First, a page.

Tax administration heads from more than 30 countries have agreed to work together on ways to improve tax administration and address the growing problem of international non-compliance with national tax requirements.
The administrators meet in Seoul this month for the third meeting of the Organization for Economic Cooperation and Development's Forum on Tax Administration .
Closing out the meeting, forum chair and Internal Revenue Service Commissioner Mark Everson said that enforcement of tax laws has become more difficult as trade and capital liberalization and advances in technologies have opened the global marketplace to a wider spectrum of taxpayers. Participants also shared concerns about corporate governance, and the role of tax advisors and financial institutions in relation to setting up improper tax shelters.
The administrators also discussed the increased flows of capital into private equity funds and potential issues that may arise for revenue bodies. Four areas the group targeted for future work included:
- The development of a directory of aggressive tax planning schemes to better identify trends and measures to counter the schemes;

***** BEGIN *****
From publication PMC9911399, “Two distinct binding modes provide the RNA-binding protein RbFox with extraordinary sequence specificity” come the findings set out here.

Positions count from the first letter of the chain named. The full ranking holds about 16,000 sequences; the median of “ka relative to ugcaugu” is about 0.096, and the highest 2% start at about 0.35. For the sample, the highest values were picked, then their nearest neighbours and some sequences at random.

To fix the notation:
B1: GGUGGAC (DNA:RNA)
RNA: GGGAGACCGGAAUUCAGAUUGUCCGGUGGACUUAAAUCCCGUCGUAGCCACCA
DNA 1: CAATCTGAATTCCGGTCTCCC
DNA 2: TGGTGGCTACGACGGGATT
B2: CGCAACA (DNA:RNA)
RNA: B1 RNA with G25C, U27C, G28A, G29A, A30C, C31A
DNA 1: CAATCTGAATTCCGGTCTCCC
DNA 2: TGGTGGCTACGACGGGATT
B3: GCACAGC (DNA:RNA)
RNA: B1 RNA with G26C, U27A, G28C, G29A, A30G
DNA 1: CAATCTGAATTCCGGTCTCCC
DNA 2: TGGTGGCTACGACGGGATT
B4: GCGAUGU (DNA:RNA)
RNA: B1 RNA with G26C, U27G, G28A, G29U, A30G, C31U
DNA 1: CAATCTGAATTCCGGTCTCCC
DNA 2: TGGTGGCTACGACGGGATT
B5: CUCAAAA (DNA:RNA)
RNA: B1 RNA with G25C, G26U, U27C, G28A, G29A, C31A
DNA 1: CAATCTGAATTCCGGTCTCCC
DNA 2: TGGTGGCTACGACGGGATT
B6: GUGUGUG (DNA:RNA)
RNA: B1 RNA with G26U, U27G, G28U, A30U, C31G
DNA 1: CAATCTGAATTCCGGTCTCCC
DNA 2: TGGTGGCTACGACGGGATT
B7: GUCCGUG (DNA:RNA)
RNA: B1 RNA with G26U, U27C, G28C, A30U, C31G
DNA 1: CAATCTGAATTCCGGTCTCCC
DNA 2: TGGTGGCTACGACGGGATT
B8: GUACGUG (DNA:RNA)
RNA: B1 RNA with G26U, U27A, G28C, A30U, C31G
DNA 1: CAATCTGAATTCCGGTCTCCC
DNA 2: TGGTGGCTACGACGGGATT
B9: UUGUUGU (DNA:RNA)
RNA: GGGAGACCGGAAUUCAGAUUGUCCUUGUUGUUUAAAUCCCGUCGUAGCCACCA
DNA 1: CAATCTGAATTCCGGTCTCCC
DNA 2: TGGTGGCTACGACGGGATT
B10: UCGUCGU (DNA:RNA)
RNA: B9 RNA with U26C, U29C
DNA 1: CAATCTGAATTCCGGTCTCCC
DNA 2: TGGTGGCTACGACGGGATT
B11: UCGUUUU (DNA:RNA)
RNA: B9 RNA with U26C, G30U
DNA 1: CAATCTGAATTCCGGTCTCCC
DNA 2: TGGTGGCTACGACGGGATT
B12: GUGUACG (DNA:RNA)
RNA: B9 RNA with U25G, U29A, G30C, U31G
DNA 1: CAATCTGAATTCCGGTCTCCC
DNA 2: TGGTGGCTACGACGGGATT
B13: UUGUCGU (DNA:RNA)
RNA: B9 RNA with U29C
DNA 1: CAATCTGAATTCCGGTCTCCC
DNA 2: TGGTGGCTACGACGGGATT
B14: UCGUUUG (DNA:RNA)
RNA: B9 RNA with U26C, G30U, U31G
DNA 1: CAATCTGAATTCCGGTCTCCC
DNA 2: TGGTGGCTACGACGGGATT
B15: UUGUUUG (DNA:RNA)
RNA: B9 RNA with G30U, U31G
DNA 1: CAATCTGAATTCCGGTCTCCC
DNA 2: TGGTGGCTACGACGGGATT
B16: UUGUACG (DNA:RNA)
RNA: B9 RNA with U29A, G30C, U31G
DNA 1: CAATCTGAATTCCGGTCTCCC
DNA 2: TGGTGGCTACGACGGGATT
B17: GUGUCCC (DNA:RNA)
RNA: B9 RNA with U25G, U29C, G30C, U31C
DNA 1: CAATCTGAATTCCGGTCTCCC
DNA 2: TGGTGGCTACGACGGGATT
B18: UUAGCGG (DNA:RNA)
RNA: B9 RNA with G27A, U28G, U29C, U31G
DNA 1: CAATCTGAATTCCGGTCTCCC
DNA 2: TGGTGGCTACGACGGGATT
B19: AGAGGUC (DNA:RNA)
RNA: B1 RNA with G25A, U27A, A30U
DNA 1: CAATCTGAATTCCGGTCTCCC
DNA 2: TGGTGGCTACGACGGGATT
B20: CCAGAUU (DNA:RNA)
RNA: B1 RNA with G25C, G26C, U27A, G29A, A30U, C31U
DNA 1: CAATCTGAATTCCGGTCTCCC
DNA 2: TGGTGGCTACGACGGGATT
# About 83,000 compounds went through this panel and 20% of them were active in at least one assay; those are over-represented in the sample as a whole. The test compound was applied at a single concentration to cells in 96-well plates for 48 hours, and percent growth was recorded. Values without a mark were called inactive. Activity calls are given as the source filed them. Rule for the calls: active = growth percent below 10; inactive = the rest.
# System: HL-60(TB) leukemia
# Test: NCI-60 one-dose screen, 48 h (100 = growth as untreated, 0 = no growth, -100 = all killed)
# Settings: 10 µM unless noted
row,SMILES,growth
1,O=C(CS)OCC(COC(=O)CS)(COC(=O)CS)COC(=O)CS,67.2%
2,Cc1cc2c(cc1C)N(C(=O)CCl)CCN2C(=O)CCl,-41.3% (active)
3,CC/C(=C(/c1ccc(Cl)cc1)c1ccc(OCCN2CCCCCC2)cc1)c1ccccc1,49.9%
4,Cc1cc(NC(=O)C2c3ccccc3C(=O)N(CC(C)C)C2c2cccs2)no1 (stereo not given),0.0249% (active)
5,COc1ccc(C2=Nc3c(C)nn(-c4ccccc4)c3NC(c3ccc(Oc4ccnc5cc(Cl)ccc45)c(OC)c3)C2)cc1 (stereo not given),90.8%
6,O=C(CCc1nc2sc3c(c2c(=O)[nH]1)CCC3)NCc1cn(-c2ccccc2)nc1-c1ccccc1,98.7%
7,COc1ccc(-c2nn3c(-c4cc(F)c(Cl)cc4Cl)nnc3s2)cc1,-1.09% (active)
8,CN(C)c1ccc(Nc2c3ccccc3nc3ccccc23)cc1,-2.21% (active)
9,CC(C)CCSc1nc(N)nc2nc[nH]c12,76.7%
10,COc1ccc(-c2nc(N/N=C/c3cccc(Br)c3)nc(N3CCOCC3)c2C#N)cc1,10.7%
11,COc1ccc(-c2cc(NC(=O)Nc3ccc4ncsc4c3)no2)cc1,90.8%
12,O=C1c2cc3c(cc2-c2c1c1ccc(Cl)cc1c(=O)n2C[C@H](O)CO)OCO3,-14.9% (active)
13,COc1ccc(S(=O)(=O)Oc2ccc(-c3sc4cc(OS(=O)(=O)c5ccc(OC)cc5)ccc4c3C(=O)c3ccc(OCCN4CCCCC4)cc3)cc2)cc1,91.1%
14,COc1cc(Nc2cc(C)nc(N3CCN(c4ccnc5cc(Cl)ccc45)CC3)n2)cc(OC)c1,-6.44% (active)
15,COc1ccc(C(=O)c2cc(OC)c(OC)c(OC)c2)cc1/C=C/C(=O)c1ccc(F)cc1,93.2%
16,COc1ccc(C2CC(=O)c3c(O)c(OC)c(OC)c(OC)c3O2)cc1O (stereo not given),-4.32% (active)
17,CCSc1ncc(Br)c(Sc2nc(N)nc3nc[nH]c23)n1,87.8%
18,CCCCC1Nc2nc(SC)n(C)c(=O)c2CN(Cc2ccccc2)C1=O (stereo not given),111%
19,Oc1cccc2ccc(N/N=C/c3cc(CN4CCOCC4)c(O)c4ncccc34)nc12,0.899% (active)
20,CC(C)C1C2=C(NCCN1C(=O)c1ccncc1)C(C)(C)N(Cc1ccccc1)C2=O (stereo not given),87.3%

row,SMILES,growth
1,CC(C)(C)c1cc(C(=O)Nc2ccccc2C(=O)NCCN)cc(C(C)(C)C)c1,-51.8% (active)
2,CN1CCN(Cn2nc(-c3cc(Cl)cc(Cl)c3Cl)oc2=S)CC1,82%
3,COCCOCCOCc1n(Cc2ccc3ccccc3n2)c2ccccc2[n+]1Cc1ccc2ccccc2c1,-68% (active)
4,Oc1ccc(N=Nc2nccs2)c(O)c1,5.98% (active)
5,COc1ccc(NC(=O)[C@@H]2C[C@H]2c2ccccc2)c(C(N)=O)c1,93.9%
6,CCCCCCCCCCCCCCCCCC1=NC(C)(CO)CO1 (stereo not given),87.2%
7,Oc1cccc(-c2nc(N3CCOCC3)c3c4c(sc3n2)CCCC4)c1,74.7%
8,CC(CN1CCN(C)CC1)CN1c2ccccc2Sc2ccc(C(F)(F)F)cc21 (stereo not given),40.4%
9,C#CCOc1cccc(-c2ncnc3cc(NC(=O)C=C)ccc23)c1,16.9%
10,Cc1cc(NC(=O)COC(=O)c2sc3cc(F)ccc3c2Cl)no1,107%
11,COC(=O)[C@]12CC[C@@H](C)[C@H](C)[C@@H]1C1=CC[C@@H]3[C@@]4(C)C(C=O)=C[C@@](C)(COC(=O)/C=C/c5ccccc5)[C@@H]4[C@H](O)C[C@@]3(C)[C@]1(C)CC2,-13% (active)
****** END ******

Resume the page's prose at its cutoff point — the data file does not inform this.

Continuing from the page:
- Examine the role of tax intermediaries in relation to non-compliance and the promotion of unacceptable tax minimization arrangements, with a goal of completing a study by the end of 2007;
- Expand the OECD 2004 Corporate Governance Guidelines to give greater attention to the linkage between tax and good governance; and,
- Improve the training of tax officials on international tax issues.
The so-called Seoul Declaration is available at www.oecd.org/dataoecd/38/29/37415572.pdf.
Register or login for access to this item and much more
All Accounting Today content is archived after seven days.
Community members receive:
- All recent and archived articles
- Conference offers and updates
- A full menu of enewsletter options
- Web seminars, white papers, ebooks
Already have an account? Log In
Don't have an account? Register for Free Unlimited Access